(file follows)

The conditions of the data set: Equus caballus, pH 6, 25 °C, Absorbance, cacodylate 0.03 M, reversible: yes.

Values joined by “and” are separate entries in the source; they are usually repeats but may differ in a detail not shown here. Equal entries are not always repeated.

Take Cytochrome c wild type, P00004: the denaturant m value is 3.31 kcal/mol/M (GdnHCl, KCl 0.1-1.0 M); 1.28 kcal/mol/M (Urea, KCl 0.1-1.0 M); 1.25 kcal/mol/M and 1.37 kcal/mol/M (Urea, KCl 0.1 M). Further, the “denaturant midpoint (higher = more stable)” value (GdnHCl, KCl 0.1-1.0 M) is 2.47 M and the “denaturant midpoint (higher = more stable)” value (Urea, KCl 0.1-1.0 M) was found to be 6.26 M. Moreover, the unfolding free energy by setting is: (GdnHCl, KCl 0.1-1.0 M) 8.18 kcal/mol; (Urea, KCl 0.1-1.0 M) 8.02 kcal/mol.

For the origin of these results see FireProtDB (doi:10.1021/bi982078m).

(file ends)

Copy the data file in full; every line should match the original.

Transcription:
The conditions of the data set: Equus caballus, pH 6, 25 °C, Absorbance, cacodylate 0.03 M, reversible: yes.

Values joined by “and” are separate entries in the source; they are usually repeats but may differ in a detail not shown here. Equal entries are not always repeated.

Take Cytochrome c wild type, P00004: the denaturant m value is 3.31 kcal/mol/M (GdnHCl, KCl 0.1-1.0 M); 1.28 kcal/mol/M (Urea, KCl 0.1-1.0 M); 1.25 kcal/mol/M and 1.37 kcal/mol/M (Urea, KCl 0.1 M). Further, the “denaturant midpoint (higher = more stable)” value (GdnHCl, KCl 0.1-1.0 M) is 2.47 M and the “denaturant midpoint (higher = more stable)” value (Urea, KCl 0.1-1.0 M) was found to be 6.26 M. Moreover, the unfolding free energy by setting is: (GdnHCl, KCl 0.1-1.0 M) 8.18 kcal/mol; (Urea, KCl 0.1-1.0 M) 8.02 kcal/mol.

For the origin of these results see FireProtDB (doi:10.1021/bi982078m).